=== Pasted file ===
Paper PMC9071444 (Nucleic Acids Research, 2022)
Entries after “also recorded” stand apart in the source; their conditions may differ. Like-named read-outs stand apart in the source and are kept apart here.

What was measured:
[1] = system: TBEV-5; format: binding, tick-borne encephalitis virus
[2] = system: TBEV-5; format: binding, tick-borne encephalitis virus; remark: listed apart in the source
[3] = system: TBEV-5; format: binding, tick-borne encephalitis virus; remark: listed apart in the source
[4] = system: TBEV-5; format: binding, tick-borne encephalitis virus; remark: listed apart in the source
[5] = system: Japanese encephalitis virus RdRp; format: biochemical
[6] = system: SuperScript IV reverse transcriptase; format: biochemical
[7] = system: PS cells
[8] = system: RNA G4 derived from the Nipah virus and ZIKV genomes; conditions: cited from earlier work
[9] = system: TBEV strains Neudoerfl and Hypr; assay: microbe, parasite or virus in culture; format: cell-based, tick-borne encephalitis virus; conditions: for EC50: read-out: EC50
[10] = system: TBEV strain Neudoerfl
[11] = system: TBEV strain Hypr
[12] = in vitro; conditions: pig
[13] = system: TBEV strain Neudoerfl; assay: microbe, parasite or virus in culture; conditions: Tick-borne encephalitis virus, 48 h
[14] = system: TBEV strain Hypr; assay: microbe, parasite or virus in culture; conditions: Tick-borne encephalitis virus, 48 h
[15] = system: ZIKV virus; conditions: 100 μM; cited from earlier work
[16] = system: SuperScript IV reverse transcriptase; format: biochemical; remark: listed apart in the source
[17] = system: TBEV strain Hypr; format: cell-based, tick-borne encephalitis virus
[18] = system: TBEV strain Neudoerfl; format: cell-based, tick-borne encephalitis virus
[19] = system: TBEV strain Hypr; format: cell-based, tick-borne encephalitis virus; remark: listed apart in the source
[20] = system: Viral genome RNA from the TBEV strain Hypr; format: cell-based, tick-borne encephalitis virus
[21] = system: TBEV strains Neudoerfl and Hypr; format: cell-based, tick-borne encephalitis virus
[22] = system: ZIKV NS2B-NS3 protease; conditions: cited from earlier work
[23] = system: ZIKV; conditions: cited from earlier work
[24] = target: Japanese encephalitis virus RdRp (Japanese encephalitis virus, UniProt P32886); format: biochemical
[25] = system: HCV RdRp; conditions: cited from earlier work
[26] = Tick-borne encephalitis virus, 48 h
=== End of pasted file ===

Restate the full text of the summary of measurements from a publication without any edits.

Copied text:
Paper PMC9071444 (Nucleic Acids Research, 2022)
Entries after “also recorded” stand apart in the source; their conditions may differ. Like-named read-outs stand apart in the source and are kept apart here.

What was measured:
[1] = system: TBEV-5; format: binding, tick-borne encephalitis virus
[2] = system: TBEV-5; format: binding, tick-borne encephalitis virus; remark: listed apart in the source
[3] = system: TBEV-5; format: binding, tick-borne encephalitis virus; remark: listed apart in the source
[4] = system: TBEV-5; format: binding, tick-borne encephalitis virus; remark: listed apart in the source
[5] = system: Japanese encephalitis virus RdRp; format: biochemical
[6] = system: SuperScript IV reverse transcriptase; format: biochemical
[7] = system: PS cells
[8] = system: RNA G4 derived from the Nipah virus and ZIKV genomes; conditions: cited from earlier work
[9] = system: TBEV strains Neudoerfl and Hypr; assay: microbe, parasite or virus in culture; format: cell-based, tick-borne encephalitis virus; conditions: for EC50: read-out: EC50
[10] = system: TBEV strain Neudoerfl
[11] = system: TBEV strain Hypr
[12] = in vitro; conditions: pig
[13] = system: TBEV strain Neudoerfl; assay: microbe, parasite or virus in culture; conditions: Tick-borne encephalitis virus, 48 h
[14] = system: TBEV strain Hypr; assay: microbe, parasite or virus in culture; conditions: Tick-borne encephalitis virus, 48 h
[15] = system: ZIKV virus; conditions: 100 μM; cited from earlier work
[16] = system: SuperScript IV reverse transcriptase; format: biochemical; remark: listed apart in the source
[17] = system: TBEV strain Hypr; format: cell-based, tick-borne encephalitis virus
[18] = system: TBEV strain Neudoerfl; format: cell-based, tick-borne encephalitis virus
[19] = system: TBEV strain Hypr; format: cell-based, tick-borne encephalitis virus; remark: listed apart in the source
[20] = system: Viral genome RNA from the TBEV strain Hypr; format: cell-based, tick-borne encephalitis virus
[21] = system: TBEV strains Neudoerfl and Hypr; format: cell-based, tick-borne encephalitis virus
[22] = system: ZIKV NS2B-NS3 protease; conditions: cited from earlier work
[23] = system: ZIKV; conditions: cited from earlier work
[24] = target: Japanese encephalitis virus RdRp (Japanese encephalitis virus, UniProt P32886); format: biochemical
[25] = system: HCV RdRp; conditions: cited from earlier work
[26] = Tick-borne encephalitis virus, 48 h